"Across America, Tribal libraries, museums, cultural centers, and community organizations serve as stewards of the unique knowledge, traditions, skills, and languages of the people they serve every day. They serve as critical nodes within learning and cultural networks that support digital inclusion and infrastructure," said Dr. Kathryn K. Matthew, Director of the Institute of Museum and Library Services. "Through their essential activities they help ensure access for all members of their communities and, in doing so, contribute to wellbeing. We must continue working together to enhance connectivity for Tribal nations and build upon digital infrastructure to achieve our shared goal of strengthening Native American communities now and for the future." 

 “The National Tribal Broadband Summit is a testament to the Trump Administration’s commitment to Indian Country and rural America. Connectivity enables tribal leaders to grow their economy, improve government services, advance skills training, and nurture cultural preservation and learning. The Administration is excited to continue this positive momentum in concert with our tribal and industry stakeholders,” said Deputy Assistant to the President and  Director, White House Intergovernmental Affairs, Doug Hoelscher.

This landmark summit is another demonstration of the Trump Administration’s commitment to advance shared priorities with Tribal governments and Tribal leaders.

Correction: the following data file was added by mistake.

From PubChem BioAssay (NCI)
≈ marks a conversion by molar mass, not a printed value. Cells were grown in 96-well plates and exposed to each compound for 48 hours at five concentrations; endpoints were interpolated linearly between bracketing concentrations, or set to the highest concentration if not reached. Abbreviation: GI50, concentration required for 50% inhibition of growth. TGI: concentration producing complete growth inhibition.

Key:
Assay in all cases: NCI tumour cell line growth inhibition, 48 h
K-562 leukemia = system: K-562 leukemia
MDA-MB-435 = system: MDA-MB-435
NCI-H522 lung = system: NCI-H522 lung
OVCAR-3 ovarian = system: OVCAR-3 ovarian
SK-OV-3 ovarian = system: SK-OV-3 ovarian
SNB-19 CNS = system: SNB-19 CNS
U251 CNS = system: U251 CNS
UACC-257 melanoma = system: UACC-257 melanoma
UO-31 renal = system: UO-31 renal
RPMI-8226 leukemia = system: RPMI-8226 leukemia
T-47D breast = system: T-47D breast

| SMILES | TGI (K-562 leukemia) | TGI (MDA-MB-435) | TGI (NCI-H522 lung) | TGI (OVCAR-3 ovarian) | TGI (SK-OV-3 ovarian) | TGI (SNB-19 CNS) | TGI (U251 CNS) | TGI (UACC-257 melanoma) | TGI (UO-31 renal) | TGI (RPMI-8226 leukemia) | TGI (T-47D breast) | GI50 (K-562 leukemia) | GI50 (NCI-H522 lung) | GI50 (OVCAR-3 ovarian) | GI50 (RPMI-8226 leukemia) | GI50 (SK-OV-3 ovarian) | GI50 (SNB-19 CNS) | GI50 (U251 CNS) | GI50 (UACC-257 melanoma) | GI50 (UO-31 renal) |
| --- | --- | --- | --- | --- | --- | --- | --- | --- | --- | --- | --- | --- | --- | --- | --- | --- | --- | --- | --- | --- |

Currently, broadband access in other rural parts of the country outpaces development on rural tribal lands. A large proportion of tribal areas are located on rough terrain in rural locations. Like most rural locations, populations are sparser than in urban areas. These factors drive up the costs for businesses to serve tribal areas, creating a barrier to broadband deployment on tribal lands. Rural broadband deployment is achievable - 73.3% of rural non-tribal locations have at least one broadband provider. However, only 46.6% of rural tribal locations have coverage

The Interior's initiative comes in response to a January 8, 2018, Presidential Memorandum  entitled Supporting Broadband Tower Facilities in Rural America on Federal Properties Managed by the Department of the Interior. The memorandum directed the Interior to develop a plan to support rural broadband development and to identify those assets necessary for both deployment and adoption of these services.


Last July, the Department of the Interior submitted a report on rural broadband to the White House,  in response to the EO 13821, Streamlining and Expediting Requests to Locate Broadband Facilities in Rural America, and a Presidential Memorandum for the Secretary of the Interior issued on January 8, 2018, Supporting Broadband Tower Facilities in Rural America on Federal Properties Managed by the Department of Interior. The Summit is a continuation of these overall broadband efforts with a specific focus on Indian Country.